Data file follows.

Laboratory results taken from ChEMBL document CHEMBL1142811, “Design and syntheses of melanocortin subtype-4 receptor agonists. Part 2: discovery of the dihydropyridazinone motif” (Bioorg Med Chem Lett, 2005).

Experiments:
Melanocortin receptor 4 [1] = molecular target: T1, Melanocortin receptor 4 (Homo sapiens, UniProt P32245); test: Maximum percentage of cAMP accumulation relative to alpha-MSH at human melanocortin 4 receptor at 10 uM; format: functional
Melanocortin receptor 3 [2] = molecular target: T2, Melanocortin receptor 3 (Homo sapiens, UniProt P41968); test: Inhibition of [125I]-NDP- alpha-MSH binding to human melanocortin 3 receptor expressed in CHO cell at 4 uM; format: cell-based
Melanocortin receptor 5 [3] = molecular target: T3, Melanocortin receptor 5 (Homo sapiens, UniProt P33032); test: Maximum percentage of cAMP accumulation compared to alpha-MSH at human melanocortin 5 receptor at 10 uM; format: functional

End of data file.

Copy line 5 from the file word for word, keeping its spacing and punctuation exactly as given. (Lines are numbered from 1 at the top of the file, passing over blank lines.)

Melanocortin receptor 5 [3] = molecular target: T3, Melanocortin receptor 5 (Homo sapiens, UniProt P33032); test: Maximum percentage of cAMP accumulation compared to alpha-MSH at human melanocortin 5 receptor at 10 uM; format: functional